Hello – you’re in the right place, but the Cool Cities program and its website is no longer available as it was. So what's next? You can check out the alternative websites on this page before you go to find resources on green tech and the environment.
Founded by conservationist John Muir in 1892 and now boasting over two million members, the Sierra Club is the nation’s largest environmental organization. Get the latest environmental news, updates, programs, and initiatives by visiting the official website, and connect with the Sierra Club on Facebook, Twitter, Instagram, Google+, Linkedin, and YouTube.
Established in 2008 and formerly known as the Sierra Club Green Home, the SCGH is a blog focused on social responsibility, environmental, and green issues. Read featured stories, get insight on relevant global business trends, and get ideas and inspiration for building a stylish, green, and environment-friendly home. You can also find the SCGH on Facebook, Twitter, Instagram, and YouTube.
Founded in 1960, the Sierra Club Foundation is an environmental non-profit and charity organization. They focus on educating people on environmental preservation and on supporting the Sierra Club and other non-profits with similar goals.
Established in 1951, Virginia-based The Nature Conservancy is one of the most efficient and trusted charitable environmental organizations in America. They effect change and support programs nationwide and in over 60 countries worldwide, including 100 marine conservation projects globally. You can connect to The Nature Conservancy on Facebook, Twitter, Instagram, Google+, Linkedin, Flipboard, and Flickr.
The Wilderness Society was founded in 1935 and advocates for the protection and preservation of America’s shared natural areas and wildlands. They lobby for environmental causes at the local, state, and federal level, provide educational and outreach efforts, and they also host one of the most valuable collection of Ansel Adams photographs. You can also find The Wilderness Society on Facebook, Twitter, Instagram, Pinterest, Linkedin, and YouTube.
The Register-Guard comments on a proposed legislative measure that may potentially undo previous efforts to preserve wilderness areas and scenic trails across the nation.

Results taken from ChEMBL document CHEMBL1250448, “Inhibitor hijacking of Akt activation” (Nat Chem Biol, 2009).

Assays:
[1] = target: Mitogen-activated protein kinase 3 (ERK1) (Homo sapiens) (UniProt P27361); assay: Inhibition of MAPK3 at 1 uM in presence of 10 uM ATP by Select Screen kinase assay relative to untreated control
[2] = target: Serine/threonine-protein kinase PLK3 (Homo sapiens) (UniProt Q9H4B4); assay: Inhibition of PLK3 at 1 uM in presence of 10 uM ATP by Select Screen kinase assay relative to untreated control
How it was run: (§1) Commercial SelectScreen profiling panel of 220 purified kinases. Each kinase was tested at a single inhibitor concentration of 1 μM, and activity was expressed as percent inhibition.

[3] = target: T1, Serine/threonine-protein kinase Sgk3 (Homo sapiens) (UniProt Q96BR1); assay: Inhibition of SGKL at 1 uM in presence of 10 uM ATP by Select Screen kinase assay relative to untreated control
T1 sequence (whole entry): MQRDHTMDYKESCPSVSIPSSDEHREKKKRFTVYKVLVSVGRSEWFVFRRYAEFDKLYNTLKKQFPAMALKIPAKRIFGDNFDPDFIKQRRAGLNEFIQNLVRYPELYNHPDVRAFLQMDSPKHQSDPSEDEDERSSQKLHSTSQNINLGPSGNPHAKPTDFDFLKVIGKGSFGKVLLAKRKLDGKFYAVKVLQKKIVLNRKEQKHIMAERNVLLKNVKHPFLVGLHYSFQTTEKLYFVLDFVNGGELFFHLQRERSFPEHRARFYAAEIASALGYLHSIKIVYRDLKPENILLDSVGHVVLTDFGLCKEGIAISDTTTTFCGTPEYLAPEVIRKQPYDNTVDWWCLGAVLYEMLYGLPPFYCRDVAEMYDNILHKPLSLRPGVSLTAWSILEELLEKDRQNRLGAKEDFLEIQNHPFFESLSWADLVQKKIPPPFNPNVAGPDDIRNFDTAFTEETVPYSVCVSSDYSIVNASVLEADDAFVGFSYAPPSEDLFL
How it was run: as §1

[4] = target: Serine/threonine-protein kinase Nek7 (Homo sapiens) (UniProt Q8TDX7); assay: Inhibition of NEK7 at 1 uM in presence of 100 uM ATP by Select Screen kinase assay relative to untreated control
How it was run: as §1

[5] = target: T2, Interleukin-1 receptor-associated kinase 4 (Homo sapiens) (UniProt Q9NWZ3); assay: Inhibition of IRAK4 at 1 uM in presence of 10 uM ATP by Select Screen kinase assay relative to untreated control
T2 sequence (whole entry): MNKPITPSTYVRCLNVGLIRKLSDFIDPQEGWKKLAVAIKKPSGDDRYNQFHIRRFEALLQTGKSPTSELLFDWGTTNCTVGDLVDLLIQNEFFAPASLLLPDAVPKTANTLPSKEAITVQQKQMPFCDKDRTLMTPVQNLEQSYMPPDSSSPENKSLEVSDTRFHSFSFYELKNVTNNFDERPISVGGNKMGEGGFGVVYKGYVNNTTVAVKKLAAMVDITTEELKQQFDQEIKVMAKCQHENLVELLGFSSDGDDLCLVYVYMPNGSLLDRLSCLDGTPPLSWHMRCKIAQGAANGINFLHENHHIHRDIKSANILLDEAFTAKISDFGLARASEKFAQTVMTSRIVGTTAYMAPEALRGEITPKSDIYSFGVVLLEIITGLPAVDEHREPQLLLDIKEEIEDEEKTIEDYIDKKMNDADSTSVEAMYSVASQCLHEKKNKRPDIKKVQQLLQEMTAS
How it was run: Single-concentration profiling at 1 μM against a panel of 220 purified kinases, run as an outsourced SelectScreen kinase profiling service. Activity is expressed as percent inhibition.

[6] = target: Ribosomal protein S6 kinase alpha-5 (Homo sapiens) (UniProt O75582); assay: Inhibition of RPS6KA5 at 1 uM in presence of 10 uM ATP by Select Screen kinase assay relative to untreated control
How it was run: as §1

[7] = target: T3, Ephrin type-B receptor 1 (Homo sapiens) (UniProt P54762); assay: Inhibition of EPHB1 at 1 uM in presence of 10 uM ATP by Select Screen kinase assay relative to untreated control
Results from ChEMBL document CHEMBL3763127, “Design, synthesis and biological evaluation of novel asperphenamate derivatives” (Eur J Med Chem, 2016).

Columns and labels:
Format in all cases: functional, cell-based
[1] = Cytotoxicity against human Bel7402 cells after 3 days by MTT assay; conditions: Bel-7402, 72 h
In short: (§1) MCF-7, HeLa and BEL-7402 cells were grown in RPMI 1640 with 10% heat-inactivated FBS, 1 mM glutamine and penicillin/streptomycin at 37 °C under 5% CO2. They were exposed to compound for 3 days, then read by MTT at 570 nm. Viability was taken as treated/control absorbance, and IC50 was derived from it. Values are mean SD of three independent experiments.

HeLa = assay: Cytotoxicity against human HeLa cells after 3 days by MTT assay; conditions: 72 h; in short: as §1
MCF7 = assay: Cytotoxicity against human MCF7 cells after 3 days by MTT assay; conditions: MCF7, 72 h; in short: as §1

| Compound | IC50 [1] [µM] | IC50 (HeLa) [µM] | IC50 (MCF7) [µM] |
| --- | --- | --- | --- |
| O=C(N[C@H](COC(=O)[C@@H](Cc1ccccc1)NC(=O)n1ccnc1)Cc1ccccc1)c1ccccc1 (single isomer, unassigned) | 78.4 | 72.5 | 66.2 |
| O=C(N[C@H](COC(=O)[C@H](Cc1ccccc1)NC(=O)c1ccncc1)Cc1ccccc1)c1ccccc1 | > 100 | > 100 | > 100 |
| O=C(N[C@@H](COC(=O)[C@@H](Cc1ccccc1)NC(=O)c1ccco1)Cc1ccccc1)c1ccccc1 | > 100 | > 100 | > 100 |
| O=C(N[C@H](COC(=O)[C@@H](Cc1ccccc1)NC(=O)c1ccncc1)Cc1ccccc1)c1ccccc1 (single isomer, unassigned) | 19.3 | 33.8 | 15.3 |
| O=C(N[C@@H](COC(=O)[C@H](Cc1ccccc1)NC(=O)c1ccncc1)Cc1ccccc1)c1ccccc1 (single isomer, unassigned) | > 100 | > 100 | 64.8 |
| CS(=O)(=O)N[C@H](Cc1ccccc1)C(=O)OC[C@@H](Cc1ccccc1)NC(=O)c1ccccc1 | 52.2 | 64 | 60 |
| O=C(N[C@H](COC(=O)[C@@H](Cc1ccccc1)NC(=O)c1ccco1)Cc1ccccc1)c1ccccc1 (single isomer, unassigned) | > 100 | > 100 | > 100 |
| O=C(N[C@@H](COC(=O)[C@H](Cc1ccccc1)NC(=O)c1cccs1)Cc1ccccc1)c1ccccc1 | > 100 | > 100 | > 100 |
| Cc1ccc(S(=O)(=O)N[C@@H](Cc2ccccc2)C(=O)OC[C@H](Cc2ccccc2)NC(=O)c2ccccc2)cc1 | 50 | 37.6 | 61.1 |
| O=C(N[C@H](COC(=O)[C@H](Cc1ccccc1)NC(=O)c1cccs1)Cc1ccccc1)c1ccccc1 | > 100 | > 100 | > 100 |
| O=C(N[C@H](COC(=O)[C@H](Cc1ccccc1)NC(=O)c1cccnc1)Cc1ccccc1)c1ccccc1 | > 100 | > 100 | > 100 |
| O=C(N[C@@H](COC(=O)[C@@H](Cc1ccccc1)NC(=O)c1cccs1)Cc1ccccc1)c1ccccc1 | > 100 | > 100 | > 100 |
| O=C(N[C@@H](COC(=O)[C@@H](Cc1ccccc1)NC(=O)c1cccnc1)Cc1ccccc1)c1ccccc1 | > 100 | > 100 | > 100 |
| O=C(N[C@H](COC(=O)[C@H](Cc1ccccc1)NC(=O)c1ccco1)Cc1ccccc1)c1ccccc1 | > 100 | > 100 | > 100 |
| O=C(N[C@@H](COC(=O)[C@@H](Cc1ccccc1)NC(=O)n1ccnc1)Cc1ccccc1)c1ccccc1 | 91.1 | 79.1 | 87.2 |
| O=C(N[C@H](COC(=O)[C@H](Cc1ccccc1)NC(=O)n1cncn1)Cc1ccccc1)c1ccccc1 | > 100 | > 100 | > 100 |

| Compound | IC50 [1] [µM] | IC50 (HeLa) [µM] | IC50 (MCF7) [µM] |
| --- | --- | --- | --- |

Writing for the Huffington Post, Elliot Negin of the Union of Concerned Scientists talks about how dirty energy’s links to climate science denial is increasingly becoming apparent.
Read about why environmental groups are disturbed about a UN report on second-generation biofuels and its recommendations for developing nations.
How much does Hollywood care about the planet? Nature World News’ Jhay Are See writes about eight celebrities who advocate for the environment.
Read about why the AFF is questioning the Environmental Working Group’s “Dirty Dozen” List’s accuracy and relevance.
Cities are the social and economic nerve centers of any country. A well-designed and properly governed city can support large and growing populations and enable continuous growth and adapt to the needs of its citizens and economy; a haphazardly designed and run city can have the opposite effect. Today, one of the ways that modern cities are increasingly looking into is sustainable architecture and urban planning – applying environmentally friendly methods and technologies to reap the benefits of what science has shown to be effective and beneficial ways of living and operating both public and private institutions.
Just what are the advantages of living in a green city? Well, let’s look at three of 'em:
Thoughtful, appropriately planned and planted green spaces have many economic benefits: they increase the property value of homes, and commercial areas attract more potential patrons from further away who stay longer and spend more than they otherwise would had there been less trees and green spaces, in addition to reducing waste and promoting efficient use of the resources and materials at hand through sustainable resource technologies and practices.
Studies have shown that cities and neighborhoods with green spaces can experience anywhere from 25%-50% reduction in property-related or violent crimes, and there are less instances of graffiti, vandalism, and littering in outdoor spaces with natural landscapes.
Parks, natural landscapes, and green spaces do more than just liven up a place – these play significant roles in the health of nearby populations. People who live near and spend time in green spaces such as parks or neighborhood gardens experience lower instances of depression, anxiety, and better physical health overall.
There we go – more and more cities are starting to turn green, and that can only mean good things for the people living in them.